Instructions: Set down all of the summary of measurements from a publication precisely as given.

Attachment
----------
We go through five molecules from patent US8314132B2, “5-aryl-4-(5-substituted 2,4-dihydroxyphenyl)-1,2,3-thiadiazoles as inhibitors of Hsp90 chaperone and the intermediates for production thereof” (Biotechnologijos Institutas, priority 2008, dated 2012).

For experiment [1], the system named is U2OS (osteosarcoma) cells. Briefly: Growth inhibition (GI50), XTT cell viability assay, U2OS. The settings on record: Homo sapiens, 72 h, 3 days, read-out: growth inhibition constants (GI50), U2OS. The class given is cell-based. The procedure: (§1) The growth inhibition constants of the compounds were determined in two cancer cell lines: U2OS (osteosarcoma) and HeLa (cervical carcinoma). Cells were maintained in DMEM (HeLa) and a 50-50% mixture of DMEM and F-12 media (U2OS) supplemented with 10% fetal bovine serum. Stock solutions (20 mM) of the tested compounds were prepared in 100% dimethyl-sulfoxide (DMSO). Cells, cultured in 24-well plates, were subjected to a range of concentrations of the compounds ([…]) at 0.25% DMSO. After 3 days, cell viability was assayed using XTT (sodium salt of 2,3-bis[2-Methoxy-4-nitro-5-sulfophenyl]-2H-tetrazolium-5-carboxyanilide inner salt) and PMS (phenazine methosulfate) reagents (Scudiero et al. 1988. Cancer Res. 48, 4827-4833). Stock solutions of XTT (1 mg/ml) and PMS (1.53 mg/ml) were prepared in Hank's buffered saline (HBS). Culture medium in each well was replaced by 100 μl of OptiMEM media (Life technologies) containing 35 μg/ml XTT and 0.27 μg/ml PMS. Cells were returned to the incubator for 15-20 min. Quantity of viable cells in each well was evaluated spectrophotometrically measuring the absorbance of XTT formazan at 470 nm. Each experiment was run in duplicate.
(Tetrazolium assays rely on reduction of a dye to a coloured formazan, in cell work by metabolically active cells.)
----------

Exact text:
We go through five molecules from patent US8314132B2, “5-aryl-4-(5-substituted 2,4-dihydroxyphenyl)-1,2,3-thiadiazoles as inhibitors of Hsp90 chaperone and the intermediates for production thereof” (Biotechnologijos Institutas, priority 2008, dated 2012).

For experiment [1], the system named is U2OS (osteosarcoma) cells. Briefly: Growth inhibition (GI50), XTT cell viability assay, U2OS. The settings on record: Homo sapiens, 72 h, 3 days, read-out: growth inhibition constants (GI50), U2OS. The class given is cell-based. The procedure: (§1) The growth inhibition constants of the compounds were determined in two cancer cell lines: U2OS (osteosarcoma) and HeLa (cervical carcinoma). Cells were maintained in DMEM (HeLa) and a 50-50% mixture of DMEM and F-12 media (U2OS) supplemented with 10% fetal bovine serum. Stock solutions (20 mM) of the tested compounds were prepared in 100% dimethyl-sulfoxide (DMSO). Cells, cultured in 24-well plates, were subjected to a range of concentrations of the compounds ([…]) at 0.25% DMSO. After 3 days, cell viability was assayed using XTT (sodium salt of 2,3-bis[2-Methoxy-4-nitro-5-sulfophenyl]-2H-tetrazolium-5-carboxyanilide inner salt) and PMS (phenazine methosulfate) reagents (Scudiero et al. 1988. Cancer Res. 48, 4827-4833). Stock solutions of XTT (1 mg/ml) and PMS (1.53 mg/ml) were prepared in Hank's buffered saline (HBS). Culture medium in each well was replaced by 100 μl of OptiMEM media (Life technologies) containing 35 μg/ml XTT and 0.27 μg/ml PMS. Cells were returned to the incubator for 15-20 min. Quantity of viable cells in each well was evaluated spectrophotometrically measuring the absorbance of XTT formazan at 470 nm. Each experiment was run in duplicate.
(Tetrazolium assays rely on reduction of a dye to a coloured formazan, in cell work by metabolically active cells.)